Filed under: Cultural travel, Mexico, Travel itinerary

Trying to be a foodie in Puebla, Mexico

Trying to be a foodie in Puebla, Mexico

There are many good reasons to visit Puebla and one of them is to indulge in its cuisine. After all, mole poblano, the “king of all sauces” was invented here. And according to Alonso Hernández, executive chef of a well-known Puebla City restaurant, mole poblano “can be served with everything from chicken and beer to caviar and champagne”. Mole poblano has chocolate in it—a long ago discovery of the Olmec people. But as a non-foodie … Read entire article »

Filed under: Cultural travel, Memorable moments, Mexico, Travel itinerary

Mexico, a UNESCO World Heritage destination

Mexico, a UNESCO World Heritage destination

Editorial: I was in Mexico again this winter, four weeks ‘riding the buses’ to what I will loosely describe as ‘cities with historic centres’. A friend said I must really like the country since I go there so often. I don’t go for the ‘sun and sand’, although I know that has its appeal. I go for the culture. The United Nations Educational, Scientific and Cultural Organization (best known as UNESCO) identifies places around the world that … Read entire article »

Filed under: Cultural travel, Editorials, Featured trips, Mexico

Ethnobotanical Garden, Oaxaca, Mexico

Ethnobotanical Garden, Oaxaca, Mexico

There is a garden in Oaxaca City that both gardeners and non-gardeners seem to fall for.  It’s takes up most of the grounds of the Santo Domingo church and the beautifully restored Museum of Oaxacan Cultures that is attached to it. Both the museum and the garden have a story to tell about Oaxaca’s roots and it is intriguing. When the Spanish conquered Mexico, one of the things they were hoping to find was the perfect … Read entire article »

Filed under: Gardens of the world, Mexico

Should I buy a winter cottage in Merida, Yucatan?

Should I buy a winter cottage in Merida, Yucatan?

Quite a few Canadians own a summer cottage, usually a place by a lake that they open up on the long weekend in May and close down on Labour Day weekend in September. I’ve had one myself. But today my longing is for a cottage that I would open in November and close in April, somewhere tropical, of course. A television program that I watch quite faithfully—House Hunters International—has led me to believe that the “cottage” … Read entire article »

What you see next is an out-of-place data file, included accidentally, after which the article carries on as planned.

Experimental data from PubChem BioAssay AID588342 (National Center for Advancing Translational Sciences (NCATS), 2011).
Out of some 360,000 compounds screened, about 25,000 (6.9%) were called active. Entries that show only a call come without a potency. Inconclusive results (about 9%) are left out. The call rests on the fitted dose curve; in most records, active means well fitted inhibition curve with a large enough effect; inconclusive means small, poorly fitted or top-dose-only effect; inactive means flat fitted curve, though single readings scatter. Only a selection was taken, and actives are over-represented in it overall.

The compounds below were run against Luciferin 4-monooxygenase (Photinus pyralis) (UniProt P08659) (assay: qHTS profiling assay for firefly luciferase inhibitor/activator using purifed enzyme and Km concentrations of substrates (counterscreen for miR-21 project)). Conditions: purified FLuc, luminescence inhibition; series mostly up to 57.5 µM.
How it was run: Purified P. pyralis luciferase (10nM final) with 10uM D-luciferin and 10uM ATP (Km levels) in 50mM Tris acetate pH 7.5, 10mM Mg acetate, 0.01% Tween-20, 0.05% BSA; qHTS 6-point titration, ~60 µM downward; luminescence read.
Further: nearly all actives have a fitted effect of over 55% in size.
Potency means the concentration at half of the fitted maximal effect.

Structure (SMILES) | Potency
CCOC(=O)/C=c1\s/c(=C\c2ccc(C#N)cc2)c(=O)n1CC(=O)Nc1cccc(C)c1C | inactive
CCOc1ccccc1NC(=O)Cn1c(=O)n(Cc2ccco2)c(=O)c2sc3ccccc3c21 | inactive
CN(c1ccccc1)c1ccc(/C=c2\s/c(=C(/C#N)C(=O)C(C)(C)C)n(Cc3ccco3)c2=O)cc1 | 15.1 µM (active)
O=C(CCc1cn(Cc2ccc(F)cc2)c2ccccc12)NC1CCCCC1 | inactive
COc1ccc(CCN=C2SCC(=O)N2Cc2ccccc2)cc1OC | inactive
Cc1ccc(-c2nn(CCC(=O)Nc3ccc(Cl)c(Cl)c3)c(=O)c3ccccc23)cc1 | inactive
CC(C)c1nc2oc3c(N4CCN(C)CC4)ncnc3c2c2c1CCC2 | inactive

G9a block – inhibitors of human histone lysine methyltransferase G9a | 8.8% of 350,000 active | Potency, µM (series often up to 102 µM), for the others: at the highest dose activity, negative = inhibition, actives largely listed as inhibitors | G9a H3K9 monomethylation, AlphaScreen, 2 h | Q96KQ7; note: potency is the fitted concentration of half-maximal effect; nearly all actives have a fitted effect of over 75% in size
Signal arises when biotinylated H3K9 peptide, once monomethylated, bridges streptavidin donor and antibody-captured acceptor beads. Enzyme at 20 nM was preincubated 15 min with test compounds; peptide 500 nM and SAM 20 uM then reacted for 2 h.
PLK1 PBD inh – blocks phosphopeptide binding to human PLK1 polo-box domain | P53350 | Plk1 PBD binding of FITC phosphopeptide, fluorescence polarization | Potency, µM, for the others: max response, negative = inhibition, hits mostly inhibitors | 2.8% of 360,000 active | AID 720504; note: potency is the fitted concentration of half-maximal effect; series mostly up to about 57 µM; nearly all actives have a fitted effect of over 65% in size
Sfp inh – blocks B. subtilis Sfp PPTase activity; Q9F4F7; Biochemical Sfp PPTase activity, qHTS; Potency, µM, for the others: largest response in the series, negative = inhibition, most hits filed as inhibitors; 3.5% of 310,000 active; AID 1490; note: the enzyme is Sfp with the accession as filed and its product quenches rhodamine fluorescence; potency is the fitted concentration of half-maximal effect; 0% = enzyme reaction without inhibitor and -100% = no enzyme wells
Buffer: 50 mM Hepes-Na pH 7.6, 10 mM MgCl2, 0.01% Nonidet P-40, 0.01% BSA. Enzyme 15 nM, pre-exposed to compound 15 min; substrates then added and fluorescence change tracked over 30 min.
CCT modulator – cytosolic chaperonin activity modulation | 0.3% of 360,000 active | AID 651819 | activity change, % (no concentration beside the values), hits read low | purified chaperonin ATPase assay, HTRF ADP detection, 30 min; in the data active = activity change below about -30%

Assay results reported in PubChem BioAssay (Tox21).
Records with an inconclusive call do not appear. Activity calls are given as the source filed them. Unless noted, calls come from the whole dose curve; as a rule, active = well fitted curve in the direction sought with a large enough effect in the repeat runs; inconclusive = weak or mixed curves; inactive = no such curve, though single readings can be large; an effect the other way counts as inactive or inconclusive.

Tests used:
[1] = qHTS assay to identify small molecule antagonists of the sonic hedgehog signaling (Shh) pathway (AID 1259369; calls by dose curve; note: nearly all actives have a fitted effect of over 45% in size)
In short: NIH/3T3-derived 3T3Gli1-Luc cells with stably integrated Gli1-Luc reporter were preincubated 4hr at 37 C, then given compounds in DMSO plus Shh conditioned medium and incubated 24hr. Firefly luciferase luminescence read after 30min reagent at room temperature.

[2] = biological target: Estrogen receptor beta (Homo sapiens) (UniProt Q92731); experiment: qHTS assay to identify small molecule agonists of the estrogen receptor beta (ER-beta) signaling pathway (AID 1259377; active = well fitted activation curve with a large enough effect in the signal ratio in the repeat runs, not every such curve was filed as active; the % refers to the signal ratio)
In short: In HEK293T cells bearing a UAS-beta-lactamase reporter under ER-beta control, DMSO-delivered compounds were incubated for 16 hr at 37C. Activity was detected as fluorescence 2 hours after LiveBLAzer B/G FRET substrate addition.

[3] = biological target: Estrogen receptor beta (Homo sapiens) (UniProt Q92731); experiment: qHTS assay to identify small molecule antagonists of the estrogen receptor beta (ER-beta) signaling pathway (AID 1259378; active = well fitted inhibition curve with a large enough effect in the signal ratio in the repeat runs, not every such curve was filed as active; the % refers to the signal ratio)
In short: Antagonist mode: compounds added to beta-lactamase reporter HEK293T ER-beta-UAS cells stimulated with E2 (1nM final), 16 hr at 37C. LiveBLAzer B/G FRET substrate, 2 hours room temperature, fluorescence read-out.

Filed under: Memorable moments, Mexico, Places you can stay a while, Travel itinerary

The Maya people of the Yucatan

The Maya people of the Yucatan

When I visited Merida, the capital city of the State of Yucatan on the Yucatan Peninsula, I was struck by how many Maya lived there and how integrated into mainstream life they seemed to be, at least in comparison to the Maya in places like the Western Highlands of Guatemala. Between 750,000 and 1,200,000 people speak Mayan in the Yucatán Peninsula, which includes the States of Campeche, Yucatán and Quintana Roo. The Maya, however, are not … Read entire article »

Filed under: Cultural travel, Mexico, Travel itinerary

How I travelled around the Yucatan by bus

How I travelled around the Yucatan by bus

Thinking about riding the buses in Mexico and don’t know the language? Here’s how an “older” female, travelling solo, with no Spanish, did it last month. I hadn’t planned to go there. In fact, I had just come back from Asia and my travel fund was low. But winter was lingering here in Canada so I impulsively decided to wait it out someplace warm. I do know some Spanish and here it is. –       Hello. Hola. (o-la) –       … Read entire article »

Filed under: Mexico, Planning your trip, Road trips, Travel itinerary, Travel tips

Photo gallery of Guanajuato and San Miguel, Mexico

Filed under: Photo galleries of great trips